Recently, a community foundation contacted the Council regarding a recommended grant from one of its funds. This fund, a donor advised fund (DAF), had been established by an organization, but had designated a specific individual to make grant recommendations. While it was the advisor’s job to make recommendations, he was instructed to stick to grants that aligned with the organization’s mission, vision and values, thus seemingly limiting his advisory privilege.
At issue is a request to fund a project of a private non-operating foundation. The community foundation was aware that under the Pension Protection Act of 2006 (PPA), a DAF may grant to a private non-operating foundation so long as Expenditure Responsibility was exercised. The community foundation believed, however, because the advisor’s privileges were limited and recommendations were not being made by the donor itself, the fund should not be classified as a DAF, thereby eliminating the need for Expenditure Responsibility.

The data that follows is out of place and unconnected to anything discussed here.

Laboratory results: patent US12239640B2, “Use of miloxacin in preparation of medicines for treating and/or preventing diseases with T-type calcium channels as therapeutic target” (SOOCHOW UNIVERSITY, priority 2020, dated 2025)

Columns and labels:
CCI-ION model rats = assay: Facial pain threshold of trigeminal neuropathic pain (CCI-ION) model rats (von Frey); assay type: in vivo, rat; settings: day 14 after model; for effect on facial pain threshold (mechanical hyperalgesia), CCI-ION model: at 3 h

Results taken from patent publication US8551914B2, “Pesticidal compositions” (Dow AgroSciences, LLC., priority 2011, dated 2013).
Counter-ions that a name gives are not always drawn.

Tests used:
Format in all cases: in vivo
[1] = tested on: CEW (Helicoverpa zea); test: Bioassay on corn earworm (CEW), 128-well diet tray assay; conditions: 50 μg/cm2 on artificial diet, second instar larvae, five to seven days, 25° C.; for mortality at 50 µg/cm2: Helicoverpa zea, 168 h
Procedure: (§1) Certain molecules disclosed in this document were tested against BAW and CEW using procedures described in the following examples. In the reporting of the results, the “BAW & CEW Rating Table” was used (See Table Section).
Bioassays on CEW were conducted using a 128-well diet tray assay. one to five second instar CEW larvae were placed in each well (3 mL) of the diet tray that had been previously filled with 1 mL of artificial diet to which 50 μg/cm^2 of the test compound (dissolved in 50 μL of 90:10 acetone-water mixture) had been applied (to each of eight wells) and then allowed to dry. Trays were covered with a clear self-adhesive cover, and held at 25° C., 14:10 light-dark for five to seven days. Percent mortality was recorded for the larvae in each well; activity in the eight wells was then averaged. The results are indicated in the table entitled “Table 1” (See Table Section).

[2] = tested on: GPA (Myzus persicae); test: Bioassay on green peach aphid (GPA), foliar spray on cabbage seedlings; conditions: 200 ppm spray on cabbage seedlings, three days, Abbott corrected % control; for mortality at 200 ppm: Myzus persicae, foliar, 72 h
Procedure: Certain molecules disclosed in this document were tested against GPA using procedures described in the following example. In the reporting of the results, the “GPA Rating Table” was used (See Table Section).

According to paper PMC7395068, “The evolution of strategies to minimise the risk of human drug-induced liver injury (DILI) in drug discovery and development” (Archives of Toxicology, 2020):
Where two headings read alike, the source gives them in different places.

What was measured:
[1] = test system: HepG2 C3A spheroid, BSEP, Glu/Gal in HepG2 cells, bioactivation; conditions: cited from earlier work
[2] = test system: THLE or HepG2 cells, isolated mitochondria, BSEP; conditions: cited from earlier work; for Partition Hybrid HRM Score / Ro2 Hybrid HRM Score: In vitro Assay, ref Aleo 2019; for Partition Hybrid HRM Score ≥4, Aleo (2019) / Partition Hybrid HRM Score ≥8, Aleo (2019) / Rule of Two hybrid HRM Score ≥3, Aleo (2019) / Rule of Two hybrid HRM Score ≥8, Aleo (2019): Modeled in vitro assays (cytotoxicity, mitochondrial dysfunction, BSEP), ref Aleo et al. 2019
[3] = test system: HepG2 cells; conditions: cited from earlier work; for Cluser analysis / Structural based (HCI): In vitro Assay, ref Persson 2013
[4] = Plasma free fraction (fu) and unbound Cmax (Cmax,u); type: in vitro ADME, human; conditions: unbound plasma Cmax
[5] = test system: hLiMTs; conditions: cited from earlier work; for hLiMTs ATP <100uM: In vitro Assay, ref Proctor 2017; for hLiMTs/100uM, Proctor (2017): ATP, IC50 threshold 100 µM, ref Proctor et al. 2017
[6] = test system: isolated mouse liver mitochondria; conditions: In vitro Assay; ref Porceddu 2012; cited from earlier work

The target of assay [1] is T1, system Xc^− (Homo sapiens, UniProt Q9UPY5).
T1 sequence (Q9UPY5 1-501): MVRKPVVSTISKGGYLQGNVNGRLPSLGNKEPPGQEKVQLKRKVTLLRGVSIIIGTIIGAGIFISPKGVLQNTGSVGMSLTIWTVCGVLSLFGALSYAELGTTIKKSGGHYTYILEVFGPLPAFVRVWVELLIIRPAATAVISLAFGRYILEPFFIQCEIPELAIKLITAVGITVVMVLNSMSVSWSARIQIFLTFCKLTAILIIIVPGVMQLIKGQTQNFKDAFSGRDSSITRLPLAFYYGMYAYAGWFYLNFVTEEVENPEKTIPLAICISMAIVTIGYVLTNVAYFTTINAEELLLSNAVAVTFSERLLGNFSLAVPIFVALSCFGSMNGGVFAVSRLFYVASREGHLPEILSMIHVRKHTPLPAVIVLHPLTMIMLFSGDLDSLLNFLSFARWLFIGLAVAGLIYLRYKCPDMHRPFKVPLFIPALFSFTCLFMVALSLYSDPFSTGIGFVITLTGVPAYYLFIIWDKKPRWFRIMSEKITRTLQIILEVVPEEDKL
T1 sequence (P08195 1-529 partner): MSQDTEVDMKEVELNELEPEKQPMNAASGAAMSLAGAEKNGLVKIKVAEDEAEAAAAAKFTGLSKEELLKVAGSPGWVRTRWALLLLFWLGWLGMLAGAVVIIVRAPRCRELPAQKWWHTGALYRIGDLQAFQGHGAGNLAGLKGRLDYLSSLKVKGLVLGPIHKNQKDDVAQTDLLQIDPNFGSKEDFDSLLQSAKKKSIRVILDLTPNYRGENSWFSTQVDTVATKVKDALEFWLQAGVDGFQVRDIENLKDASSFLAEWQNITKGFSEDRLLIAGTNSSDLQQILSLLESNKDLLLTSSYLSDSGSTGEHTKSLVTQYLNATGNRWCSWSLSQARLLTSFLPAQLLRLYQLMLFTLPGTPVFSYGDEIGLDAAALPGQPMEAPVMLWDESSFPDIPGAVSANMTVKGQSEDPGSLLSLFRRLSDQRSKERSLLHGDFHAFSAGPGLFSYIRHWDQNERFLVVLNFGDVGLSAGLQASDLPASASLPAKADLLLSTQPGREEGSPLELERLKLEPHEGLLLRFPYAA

Seeking guidance, the community foundation reached out to Legal Affairs.
The Council’s legal team advised while the advisor was given parameters in which to make grant recommendations, he was still appointed or designated to have advisory privileges, making the fund look like a DAF. In this regard, Expenditure Responsibility would be required.
Section 4966 of the Internal Revenue Code defines DAFs as one:
With respect to which a donor (or any person appointed or designated by such donor) has, or reasonably expects to have, advisory privileges with respect to the distribution or investment of amounts held in such fund or account by reason of the donor’s status as a donor.
In this particular situation, the advisor was appointed or designated by the donor and has, or could reasonably expect to have advisory privileges to the fund, albeit only within a designated scope. As such, it was the legal team’s opinion that the IRS would classify the fund as a DAF. Furthermore, while advisory privilege limitations may add some ambiguity to whether the fund is in fact a DAF, the legal team advised the lack of Treasury Regulations for DAFs makes granting to private non-operating foundations without Expenditure Responsibility a risky endeavor in light of the strictures of the PPA.